When it comes to Automated Test Equipments, the major aspect is the Accuracy Class of the sensors used on it.
If its a pressure transducer, then an ATE used in a R&D Lab may have a Accuracy Class of 0.5 as compared to the one used on a general purpose production ATE which may be Class 1 or 2.
Generally the client specifies what class of sensors are required based on the end application. But in a particular case of a Hydraulic Test Equipment which is used for life testing some gear boxes the client is insisting for Class 0.1 levels for all sensors like pressure / temperature / torque etc. Honestly its a overkill for the application. OK its my view.
But I would like to know if there is any Standards Document that specifies clearly what Accuracy Class is permitted for different types of ATEs ....can anyone point to one such document ?
Thanks in advance,.
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The client has ordered! He will pay it. 🙂 So where's the problem?
Maybe he want to analyse minor drifts (or other effects) ... reuse it later for different tasks .. not your problem!
You can always drop a note that by redefining the requirements, he can save money.
Nice, if you just have to order items to meet the reqs. Challenge starts when the client want the impossible 😉
And I don't know of a general standard, the ISO 9K will just say you have to define, monitor and document it 😄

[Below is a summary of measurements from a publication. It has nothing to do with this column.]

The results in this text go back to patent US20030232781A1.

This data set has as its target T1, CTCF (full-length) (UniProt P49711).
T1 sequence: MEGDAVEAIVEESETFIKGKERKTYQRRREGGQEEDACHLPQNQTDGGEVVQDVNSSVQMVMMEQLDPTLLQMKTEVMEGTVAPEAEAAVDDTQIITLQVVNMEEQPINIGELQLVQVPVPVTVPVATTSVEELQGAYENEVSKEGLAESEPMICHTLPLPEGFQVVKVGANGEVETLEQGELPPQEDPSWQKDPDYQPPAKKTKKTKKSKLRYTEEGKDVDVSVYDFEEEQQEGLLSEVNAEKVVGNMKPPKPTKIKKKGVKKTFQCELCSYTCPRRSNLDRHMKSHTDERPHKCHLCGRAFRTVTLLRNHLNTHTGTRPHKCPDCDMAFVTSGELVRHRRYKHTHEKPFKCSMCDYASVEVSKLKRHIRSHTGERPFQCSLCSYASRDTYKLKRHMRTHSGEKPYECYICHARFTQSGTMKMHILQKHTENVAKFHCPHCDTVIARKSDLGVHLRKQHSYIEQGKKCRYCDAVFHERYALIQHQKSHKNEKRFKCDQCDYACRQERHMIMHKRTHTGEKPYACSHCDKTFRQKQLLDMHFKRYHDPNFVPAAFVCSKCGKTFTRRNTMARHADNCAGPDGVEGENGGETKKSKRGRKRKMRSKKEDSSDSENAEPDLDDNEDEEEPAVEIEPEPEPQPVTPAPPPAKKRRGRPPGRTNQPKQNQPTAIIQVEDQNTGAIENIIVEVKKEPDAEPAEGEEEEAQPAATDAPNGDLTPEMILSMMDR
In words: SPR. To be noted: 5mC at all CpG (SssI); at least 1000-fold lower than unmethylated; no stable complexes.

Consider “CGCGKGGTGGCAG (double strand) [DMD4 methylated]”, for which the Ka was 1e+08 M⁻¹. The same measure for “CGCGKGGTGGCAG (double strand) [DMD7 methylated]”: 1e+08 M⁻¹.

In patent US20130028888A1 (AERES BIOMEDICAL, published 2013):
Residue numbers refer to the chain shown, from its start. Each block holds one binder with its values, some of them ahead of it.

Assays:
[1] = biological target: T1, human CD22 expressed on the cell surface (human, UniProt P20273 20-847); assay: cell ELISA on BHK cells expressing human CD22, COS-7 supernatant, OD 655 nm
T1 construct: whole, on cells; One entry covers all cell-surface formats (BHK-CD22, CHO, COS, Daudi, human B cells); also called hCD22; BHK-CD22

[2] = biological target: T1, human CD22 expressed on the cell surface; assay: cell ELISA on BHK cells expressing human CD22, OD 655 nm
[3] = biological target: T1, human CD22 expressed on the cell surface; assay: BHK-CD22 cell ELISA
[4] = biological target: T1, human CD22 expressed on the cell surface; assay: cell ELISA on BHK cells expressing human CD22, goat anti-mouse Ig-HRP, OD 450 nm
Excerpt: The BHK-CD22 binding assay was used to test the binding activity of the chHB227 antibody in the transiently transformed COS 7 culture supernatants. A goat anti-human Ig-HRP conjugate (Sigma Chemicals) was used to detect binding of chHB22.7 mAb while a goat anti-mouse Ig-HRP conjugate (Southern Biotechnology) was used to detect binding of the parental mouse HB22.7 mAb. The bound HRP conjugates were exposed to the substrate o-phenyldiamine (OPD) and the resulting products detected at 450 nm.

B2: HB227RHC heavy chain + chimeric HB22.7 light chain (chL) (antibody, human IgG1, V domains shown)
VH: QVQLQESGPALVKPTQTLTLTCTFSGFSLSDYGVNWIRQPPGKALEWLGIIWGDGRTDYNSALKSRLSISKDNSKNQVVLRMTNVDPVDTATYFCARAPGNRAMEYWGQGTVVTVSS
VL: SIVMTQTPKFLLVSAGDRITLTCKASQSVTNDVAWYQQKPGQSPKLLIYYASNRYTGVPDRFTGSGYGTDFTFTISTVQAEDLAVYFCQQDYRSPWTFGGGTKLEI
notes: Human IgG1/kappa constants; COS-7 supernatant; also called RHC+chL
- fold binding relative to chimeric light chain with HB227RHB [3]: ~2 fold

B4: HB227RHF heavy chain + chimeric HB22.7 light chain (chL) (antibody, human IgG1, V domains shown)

(And often the client of your client define the standards to meet)
Finally I would claim other stuff as the major aspect for ATEs.... but that's my opinion.(You need a lower uncertainty? Just replace X and Y ..DONE!.... Wait.. you need a requalification? ahh ..)
Yes... I have no problem if the customer is willing to pay for what he wants. But for that he should know what he wants in the first place ! In many cases they don't.
Each parameter has its own unique requirement in a ATE. If i am measuring temperature of the order of 700 Deg C then fighting for 1 Deg C on that value is just argumentative. And flowmeters ... well they are one of the most wrongly understood items. It starts from knowing if the flow is above 50% or less than 40% to knowing it to first decimal precision to calibrate something. And both flowmeters are poles apart in terms of accuracy class. The problem starts when the client insists that he wants the same 0.1 Class instrument for both after finalizing the order and refuses to correct it to suit !
Thanks for the inputs.
Ok I got the exact document I wanted : ISO 6403:1988
It has an annexure which enlists the required accuracy level in three categories like A,B and C. Will buy the standard and check.